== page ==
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On June 23, 2020, the Eastern District of Missouri Court of Appeals upheld a verdict entered against Johnson & Johnson and other affiliated companies. The case was originally tried in front of a jury in 2018 in the City of St. Louis and involved multiple plaintiffs who claimed they developed ovarian cancer after using baby powder that was contaminated with asbestos and other carcinogens. Some of the plaintiffs were Missouri residents, while seventeen lived, purchased, used, and developed cancer outside the State of Missouri. After a historically high verdict of $4.69 billion, including punitive damages and compensatory damages, Johnson & Johnson and other defendants appealed the verdict, arguing, in part, that the court lacked personal jurisdiction.

In its appeal, Johnson & Johnson relied on Bristol-Myers Squibb Co. v. Superior Court, 137 S. Ct. 1773 (2017). Under that case, the plaintiffs argued specific personal jurisdiction existed because Johnson & Johnson had a longstanding contractual relationship with a Missouri company who was involved the manufacturing, packaging, and supply of two of the products at issue in the case. Because the products that were used by the out-of-state plaintiffs were manufactured, packaged, and supplied by and/or at the specific direction of Johnson & Johnson and their contractual affiliate, the court found that jurisdiction existed over the claims by the non-Missouri resident plaintiffs.

In reaching its decision, the Court of Appeals found that each of the 17 non-resident plaintiffs purchased and applied the products in their home states and developed ovarian cancer in their home states. The court held that there must be an adequate link, pursuant to Bristol-Myers Squbb, Co., between the defendants’ activities in Missouri and the non-resident plaintiffs’ claims before specific jurisdiction could be imposed. The Court of Appeals distinguished the facts in this case from those in Bristol-Myers Squbb, Co. by noting that the Johnson & Johnson products at issue were actually manufactured and packaged in Missouri or were done so in another state but under the specific direction and control of Johnson & Johnson’s contractual affiliate who is headquartered in Missouri. Conversely, in Bristol-Myers Squibb, Co., the United States Supreme Court found no specific jurisdiction existed over non-California plaintiffs’ claims where the pharmaceutical products at issue were not manufactured, packaged, or developed in California.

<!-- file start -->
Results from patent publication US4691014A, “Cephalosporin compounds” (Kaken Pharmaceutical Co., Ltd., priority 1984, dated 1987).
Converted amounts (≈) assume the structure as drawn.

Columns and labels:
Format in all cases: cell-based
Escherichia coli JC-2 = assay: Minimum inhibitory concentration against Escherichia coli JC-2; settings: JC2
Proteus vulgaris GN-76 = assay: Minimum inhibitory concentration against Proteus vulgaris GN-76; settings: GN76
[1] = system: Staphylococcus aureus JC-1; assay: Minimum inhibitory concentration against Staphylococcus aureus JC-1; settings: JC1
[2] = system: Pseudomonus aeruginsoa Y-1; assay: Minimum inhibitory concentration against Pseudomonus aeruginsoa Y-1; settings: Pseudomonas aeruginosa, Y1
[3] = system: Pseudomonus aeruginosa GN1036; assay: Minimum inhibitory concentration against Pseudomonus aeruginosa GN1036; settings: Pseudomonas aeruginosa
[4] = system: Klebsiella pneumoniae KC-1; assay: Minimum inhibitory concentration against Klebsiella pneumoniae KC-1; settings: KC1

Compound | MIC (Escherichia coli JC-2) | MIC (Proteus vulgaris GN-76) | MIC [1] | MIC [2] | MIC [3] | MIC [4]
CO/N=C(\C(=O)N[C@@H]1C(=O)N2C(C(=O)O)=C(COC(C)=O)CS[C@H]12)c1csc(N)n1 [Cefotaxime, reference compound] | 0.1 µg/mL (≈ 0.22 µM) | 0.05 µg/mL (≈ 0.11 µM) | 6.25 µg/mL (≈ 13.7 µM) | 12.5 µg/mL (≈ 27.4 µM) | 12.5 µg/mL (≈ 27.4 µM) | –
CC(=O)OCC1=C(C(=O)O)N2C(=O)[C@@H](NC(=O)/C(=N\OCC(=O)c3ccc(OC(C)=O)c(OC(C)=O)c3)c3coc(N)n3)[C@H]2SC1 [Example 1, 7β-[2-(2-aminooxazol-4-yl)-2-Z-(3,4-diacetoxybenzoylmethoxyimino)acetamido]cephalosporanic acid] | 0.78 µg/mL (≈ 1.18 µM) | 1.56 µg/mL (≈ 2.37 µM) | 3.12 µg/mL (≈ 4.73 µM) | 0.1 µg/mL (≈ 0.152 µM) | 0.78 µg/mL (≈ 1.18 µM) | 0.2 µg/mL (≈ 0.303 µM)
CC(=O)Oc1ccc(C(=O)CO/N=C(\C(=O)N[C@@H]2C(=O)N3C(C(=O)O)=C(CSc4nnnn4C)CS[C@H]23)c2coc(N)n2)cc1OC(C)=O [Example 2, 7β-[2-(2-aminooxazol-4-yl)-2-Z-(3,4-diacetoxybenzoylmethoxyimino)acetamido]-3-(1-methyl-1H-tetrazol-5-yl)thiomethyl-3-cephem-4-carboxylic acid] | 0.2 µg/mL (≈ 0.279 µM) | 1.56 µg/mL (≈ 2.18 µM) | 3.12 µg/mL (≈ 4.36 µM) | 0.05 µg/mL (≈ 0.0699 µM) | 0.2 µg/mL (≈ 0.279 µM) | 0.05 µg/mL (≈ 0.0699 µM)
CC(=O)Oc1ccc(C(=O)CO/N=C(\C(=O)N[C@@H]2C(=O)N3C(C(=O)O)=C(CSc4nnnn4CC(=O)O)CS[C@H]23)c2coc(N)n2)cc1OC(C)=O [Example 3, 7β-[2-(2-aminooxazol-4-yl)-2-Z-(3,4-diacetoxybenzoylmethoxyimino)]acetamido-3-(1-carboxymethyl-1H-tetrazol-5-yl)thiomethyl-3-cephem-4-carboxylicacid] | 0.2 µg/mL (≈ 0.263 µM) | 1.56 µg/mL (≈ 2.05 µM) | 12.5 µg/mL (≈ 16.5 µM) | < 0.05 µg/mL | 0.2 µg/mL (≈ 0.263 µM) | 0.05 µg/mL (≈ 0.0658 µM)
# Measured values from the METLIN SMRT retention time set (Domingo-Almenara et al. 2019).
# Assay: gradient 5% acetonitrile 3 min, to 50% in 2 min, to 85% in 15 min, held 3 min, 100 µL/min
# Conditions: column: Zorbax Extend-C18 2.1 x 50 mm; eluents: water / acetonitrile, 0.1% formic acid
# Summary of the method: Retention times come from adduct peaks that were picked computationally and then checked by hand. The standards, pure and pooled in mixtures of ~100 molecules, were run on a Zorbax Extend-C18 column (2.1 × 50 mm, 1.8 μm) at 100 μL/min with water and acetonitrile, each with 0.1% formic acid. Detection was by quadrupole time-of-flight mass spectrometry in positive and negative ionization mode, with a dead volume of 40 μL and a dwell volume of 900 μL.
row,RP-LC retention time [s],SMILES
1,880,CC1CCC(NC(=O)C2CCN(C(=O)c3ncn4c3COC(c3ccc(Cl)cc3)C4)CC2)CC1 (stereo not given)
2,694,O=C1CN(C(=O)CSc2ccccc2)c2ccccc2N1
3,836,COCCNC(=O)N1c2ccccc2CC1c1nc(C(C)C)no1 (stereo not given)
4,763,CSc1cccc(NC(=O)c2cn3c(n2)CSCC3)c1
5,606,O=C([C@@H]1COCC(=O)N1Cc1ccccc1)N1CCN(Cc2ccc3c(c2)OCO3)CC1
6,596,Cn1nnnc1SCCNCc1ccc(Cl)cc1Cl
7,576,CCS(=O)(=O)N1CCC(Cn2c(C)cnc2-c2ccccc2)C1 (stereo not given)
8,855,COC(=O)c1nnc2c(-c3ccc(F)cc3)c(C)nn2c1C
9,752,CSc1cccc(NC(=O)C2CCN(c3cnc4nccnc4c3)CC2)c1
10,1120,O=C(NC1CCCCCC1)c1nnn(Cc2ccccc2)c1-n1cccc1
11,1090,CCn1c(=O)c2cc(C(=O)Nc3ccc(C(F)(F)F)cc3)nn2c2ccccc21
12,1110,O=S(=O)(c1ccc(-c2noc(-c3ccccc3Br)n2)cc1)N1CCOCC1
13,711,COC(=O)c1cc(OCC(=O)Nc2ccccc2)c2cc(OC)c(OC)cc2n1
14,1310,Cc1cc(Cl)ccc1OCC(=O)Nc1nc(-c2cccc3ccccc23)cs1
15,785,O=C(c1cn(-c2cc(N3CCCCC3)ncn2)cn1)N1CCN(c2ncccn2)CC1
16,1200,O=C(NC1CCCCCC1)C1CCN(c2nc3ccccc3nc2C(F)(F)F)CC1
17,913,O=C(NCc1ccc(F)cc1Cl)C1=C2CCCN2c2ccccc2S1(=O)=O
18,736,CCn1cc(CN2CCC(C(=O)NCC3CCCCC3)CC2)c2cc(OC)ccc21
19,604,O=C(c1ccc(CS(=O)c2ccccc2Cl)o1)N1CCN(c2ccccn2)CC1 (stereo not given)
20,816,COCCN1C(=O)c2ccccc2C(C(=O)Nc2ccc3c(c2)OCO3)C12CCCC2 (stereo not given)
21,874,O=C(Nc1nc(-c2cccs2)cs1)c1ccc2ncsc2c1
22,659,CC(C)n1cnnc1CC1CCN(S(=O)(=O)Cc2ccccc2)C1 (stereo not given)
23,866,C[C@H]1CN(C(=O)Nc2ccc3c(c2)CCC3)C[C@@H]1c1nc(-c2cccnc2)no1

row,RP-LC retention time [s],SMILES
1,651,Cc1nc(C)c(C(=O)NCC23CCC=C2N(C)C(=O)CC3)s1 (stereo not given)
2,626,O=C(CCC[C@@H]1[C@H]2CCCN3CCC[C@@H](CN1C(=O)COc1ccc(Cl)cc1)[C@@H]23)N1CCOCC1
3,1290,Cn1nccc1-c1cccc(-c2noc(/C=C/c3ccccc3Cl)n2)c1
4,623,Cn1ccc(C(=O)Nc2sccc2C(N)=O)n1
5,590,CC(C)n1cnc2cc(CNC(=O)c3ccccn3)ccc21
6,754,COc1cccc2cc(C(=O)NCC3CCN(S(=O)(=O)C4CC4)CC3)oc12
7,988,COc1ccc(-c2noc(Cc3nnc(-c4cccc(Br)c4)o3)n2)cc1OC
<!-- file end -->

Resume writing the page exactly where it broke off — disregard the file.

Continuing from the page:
The court goes on to analyze various other issues, including whether the plaintiffs’ claims were properly joined in the same lawsuit, whether punitive damages were appropriate, and other issues. Aside from upholding judgment against Johnson & Johnson, the Court of Appeals also reduced the verdict to a total of $2.1 billion from the original number of $4.69 billion. The parties are still able to appeal to the Missouri Supreme Court.

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